At the time of the defendants' actions, it was clearly established that “even the temporary or partial impairments to property rights that attachments, liens, and similar encumbrances entail are sufficient to merit due process protection.” Connecticut v. Doehr, 501 U.S. 1, 12 (1991). As the Supreme Court stated many years ago, “the root requirement” of due process protection is “that an individual be given an opportunity for a hearing before he is deprived of any significant property interest.” Cleveland Bd. of Educ. v. Loudermill, 470 U.S. 532, 542 (1985) (quoting Boddie v. Connecticut, 401 U.S. 371, 379 (1971)) (internal quotation marks omitted). Indeed, “[t]he right to prior notice and a hearing is central to the Constitution's command of due process.” United States v. James Daniel Good Real Prop., 510 U.S. 43, 53 (1993). “We tolerate some exceptions to the general rule requiring predeprivation notice and hearing, but only in extraordinary situations where some valid governmental interest is at stake that justifies postponing the hearing until after the event.” Id. (quoting Fuentes v. Shevin, 407 U.S. 67, 82 (1972)) (internal quotation marks omitted). Ohio law recognizes these requirements by requiring the Bureau and its employees to provide notice and an opportunity to be heard before filing a judgment or lien for unpaid premiums. See, e.g., Ohio Rev.Code Ann. § 4123.37; Ohio Admin. Code § 4123–14–02.
It is well-established and unassailable that “a reasonably competent public official should know the law governing his conduct.” Harlow, 457 U.S. at 819. Thus, if Daily Services has alleged facts that make out a violation of its constitutional right to predeprivation process, discussed infra, the only basis for qualified immunity would be the defendants' reasonable uncertainty about whether the circumstances presented “extraordinary situations where some valid governmental interest” justified postponing notice or the opportunity to be heard until after the deprivation. See James Daniel Good, 510 U.S. at 53. The facts of this case present no such uncertainty. Reasonable officials in the defendants' positions would know that predeprivation process—notice and an opportunity to be heard—was required before filing the judgments and liens against Daily Services.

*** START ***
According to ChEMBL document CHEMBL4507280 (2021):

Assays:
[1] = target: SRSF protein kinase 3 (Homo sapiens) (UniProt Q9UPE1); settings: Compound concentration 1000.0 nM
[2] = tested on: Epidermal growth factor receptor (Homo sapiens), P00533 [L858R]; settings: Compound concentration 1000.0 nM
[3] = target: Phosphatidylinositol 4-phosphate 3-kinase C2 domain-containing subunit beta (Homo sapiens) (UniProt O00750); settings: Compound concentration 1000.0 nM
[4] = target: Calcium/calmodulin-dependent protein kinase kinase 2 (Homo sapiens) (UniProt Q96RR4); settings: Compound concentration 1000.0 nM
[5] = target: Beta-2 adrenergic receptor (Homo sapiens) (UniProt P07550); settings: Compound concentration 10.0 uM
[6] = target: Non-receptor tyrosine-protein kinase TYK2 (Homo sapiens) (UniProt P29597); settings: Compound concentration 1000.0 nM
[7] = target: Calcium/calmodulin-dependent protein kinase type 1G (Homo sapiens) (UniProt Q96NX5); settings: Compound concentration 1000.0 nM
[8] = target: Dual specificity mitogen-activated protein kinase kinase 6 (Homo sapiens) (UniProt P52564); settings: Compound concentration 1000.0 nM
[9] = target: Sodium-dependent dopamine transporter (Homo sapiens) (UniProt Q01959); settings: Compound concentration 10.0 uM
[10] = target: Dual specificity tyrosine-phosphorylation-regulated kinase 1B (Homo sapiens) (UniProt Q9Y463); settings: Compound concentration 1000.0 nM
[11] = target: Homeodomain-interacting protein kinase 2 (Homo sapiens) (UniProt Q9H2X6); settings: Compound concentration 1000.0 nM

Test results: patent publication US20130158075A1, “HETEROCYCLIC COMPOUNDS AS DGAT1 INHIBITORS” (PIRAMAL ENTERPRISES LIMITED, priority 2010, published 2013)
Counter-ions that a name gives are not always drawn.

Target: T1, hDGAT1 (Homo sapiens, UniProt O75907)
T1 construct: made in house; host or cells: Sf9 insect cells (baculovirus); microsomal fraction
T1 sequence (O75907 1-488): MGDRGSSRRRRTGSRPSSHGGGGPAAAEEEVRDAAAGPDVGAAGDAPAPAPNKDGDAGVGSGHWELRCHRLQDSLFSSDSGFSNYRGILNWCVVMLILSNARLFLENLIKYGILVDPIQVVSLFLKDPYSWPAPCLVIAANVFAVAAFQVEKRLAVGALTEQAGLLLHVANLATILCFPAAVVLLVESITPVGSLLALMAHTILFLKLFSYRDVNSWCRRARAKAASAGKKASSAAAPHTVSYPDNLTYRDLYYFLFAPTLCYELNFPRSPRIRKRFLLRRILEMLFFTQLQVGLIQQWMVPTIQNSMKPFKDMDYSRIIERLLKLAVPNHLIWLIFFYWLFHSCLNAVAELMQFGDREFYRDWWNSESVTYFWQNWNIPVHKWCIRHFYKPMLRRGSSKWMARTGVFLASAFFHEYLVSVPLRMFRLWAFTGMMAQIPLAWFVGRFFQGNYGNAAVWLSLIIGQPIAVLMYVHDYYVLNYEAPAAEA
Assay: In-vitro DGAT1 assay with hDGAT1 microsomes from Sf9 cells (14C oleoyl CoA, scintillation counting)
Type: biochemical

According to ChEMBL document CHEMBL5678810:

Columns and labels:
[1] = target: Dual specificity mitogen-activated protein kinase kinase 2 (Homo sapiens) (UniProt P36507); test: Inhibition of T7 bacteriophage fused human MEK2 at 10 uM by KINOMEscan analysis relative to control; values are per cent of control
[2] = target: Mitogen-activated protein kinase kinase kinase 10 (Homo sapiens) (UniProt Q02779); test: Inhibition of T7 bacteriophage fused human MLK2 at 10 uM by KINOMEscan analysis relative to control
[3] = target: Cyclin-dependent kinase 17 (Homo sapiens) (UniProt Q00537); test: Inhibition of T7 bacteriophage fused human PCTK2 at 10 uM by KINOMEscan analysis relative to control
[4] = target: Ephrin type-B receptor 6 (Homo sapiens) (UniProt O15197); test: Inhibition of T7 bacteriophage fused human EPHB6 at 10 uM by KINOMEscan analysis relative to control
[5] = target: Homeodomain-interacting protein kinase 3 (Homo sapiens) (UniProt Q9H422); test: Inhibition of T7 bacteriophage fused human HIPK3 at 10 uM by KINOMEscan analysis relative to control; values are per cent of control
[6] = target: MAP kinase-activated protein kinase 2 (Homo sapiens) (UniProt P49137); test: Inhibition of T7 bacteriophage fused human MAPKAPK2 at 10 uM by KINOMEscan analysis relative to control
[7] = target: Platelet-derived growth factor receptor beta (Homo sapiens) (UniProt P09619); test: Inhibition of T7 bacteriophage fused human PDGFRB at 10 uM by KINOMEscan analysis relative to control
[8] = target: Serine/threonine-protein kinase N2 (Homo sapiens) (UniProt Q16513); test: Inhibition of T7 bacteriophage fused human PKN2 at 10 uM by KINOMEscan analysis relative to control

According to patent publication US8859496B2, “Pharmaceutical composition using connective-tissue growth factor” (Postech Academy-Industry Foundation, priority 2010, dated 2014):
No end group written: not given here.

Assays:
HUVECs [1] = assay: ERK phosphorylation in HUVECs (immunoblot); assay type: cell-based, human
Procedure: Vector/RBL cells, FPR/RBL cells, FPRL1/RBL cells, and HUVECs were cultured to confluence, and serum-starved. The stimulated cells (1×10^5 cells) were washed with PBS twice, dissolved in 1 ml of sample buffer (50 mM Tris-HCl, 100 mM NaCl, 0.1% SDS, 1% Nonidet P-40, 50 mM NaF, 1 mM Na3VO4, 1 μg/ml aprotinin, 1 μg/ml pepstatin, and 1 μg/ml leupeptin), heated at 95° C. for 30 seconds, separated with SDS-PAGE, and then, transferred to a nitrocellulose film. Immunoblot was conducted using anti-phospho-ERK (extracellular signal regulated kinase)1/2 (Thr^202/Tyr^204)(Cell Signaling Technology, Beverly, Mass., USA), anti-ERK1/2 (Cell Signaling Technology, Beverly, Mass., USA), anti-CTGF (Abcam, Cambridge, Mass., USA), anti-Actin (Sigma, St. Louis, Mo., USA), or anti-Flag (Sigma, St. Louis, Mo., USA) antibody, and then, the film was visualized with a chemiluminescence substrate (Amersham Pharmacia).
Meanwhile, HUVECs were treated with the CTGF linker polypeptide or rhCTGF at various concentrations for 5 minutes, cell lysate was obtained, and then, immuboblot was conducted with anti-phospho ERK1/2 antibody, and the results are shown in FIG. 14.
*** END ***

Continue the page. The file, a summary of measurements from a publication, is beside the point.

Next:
C. Procedural Due Process Violation
Though clearly established in this specific context, Daily Services' right to procedural due process has not been violated. States may not “deprive any person of life, liberty, or property, without due process of law.” U.S. Const. amend. XIV, § 1. This clause has a procedural component, which “is traditionally viewed as the requirement that the government provide a ‘fair procedure’ when depriving someone of life, liberty, or property.” EJS Props ., LLC v. City of Toledo, 698 F.3d 845, 855 (6th Cir.2012) (quoting Collins v. City of Harker Heights, 503 U.S. 115, 125 (1992)). To establish a procedural due process claim, a plaintiff must show that (1) it had a life, liberty, or property interest protected by the Due Process Clause; (2) it was deprived of this protected interest; and (3) the state did not afford it adequate procedural rights. Women's Med. Prof'l Corp. v. Baird, 438 F.3d 595, 611 (6th Cir.2006). The defendants do not contest that Daily Services' complaint sufficiently alleges the first two elements, so we address only the third.
1. The Parratt doctrine
The Federal Constitution defines the procedures a state must follow when depriving an individual of a property interest. Loudermill, 470 U.S. at 541. “Procedural due process generally requires that the state provide a person with notice and an opportunity to be heard before depriving that person of a property or liberty interest.” Warren v. City of Athens, Ohio, 411 F.3d 697, 708 (6th Cir.2005). Ohio law recognizes these requirements. Before the Bureau may file a judgment or lien for unpaid premiums, thereby depriving an individual of a property interest, Ohio law requires the Bureau to provide notice and an opportunity to be heard. See, e.g., Ohio Rev.Code Ann. § 4123.37; Ohio Admin. Code § 4123–14–02.
Under certain circumstances, however, a state may satisfy due process without providing notice or an opportunity to be heard before the deprivation. Three cases stake the main guideposts of this notorious doctrine: Parratt v. Taylor, 451 U.S. 527 (1981); Hudson v. Palmer, 468 U.S. 517 (1984); and Zinermon v. Burch, 494 U.S. 113 (1990).